Some buildings in the French city of Nancy

Home, of course, to the designers of the “School of Nancy”, the city is also known for the beautiful Place Stanislas (mid-18th century), quiche Lorraine and bergamotes de Nancy candy. There are several fine museums and gardens, and with the recently-introduced TGV services running east from Paris, Nancy is just an hour and a half away – making it possible as a day trip from Paris, but it is well worth more time than that. The city publishes a free helpful brochure mapping out several art nouveau walks. The dates in the building titles below refer to its original construction; the photos were taken in August of 2009.

Villa Majorelle (1898)

Villa Majorelle

One of the gems of Nancy, the Villa Majorelle (named for its famous occupant, not its architects, Henri Sauvage and Lucien Weissenburger) was originally on a very large property. The travails of time have unfortunately reduced it to a spectacular house on a tiny, hemmed-in lot.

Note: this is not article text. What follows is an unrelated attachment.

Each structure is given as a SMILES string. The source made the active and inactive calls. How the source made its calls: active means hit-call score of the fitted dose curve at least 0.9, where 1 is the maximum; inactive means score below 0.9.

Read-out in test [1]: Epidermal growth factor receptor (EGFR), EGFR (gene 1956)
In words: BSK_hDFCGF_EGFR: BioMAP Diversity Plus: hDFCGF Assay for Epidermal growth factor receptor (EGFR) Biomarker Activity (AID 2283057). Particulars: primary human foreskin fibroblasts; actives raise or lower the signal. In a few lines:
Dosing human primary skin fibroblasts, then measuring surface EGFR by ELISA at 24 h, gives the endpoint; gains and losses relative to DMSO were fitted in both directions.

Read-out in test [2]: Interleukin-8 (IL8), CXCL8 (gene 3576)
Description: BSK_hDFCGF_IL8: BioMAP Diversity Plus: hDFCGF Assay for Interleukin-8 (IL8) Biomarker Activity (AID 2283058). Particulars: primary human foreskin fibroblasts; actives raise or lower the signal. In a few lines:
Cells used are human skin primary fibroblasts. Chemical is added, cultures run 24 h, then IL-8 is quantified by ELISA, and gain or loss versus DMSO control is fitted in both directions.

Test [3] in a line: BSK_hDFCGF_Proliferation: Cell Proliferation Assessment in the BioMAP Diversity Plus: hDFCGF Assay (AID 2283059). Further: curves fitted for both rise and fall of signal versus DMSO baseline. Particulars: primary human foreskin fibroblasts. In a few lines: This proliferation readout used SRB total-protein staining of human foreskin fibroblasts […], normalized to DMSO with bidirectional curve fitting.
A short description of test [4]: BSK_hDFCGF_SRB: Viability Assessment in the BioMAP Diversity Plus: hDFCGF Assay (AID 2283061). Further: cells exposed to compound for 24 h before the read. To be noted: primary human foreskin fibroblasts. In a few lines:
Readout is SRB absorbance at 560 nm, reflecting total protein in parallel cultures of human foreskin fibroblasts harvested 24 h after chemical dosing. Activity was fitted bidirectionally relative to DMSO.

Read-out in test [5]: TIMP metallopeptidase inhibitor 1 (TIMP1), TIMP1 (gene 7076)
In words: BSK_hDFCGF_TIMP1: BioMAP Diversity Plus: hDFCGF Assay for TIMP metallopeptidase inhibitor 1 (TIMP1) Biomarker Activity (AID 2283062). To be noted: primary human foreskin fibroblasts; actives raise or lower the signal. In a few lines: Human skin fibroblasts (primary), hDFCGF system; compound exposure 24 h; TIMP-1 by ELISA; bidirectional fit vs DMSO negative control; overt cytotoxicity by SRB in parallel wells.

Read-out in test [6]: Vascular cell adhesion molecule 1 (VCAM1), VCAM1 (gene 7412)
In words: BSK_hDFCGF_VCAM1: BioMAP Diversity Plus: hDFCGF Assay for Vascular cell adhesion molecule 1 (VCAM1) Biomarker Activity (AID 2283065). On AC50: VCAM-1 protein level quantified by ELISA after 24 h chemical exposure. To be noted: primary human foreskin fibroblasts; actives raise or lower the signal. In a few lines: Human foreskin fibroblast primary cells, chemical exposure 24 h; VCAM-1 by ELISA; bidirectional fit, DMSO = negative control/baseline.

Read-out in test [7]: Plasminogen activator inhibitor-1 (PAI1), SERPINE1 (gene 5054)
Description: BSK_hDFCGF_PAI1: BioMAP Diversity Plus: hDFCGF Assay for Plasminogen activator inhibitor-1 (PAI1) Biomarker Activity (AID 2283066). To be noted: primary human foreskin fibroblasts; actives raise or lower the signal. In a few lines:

Villa Majorelle front door

The front entry to the villa. Now owned by the city, the house is in a long-term process of stabilisation and restoration. Visits of the interior are available, by reservation

Biet building (1902)

Biet building

Located on the rue de Commanderie, this building is perhaps not well taken care of, but remains highly interesting. Architects: Georges Biet and Eugène Vallin.

The rue Marechal-Gerard (1902–)


This spectacular neighbourhood started out as a planned community, but financial realities got in the way. In spite of being the accumulation of several architects and styles over the years, it presents a quite unified appeal to the eye. Shame about the cars, though.

rue Général Clinchant and rue Maréchal Gérard

One of the more nouveau-ish houses, at the intersection of rue Général Clinchant and rue Maréchal Gérard

The Lombard building (1903)

Lombard building

Émile André played a very important rôle in the development of art nouveau, and designed several buildings in Nancy.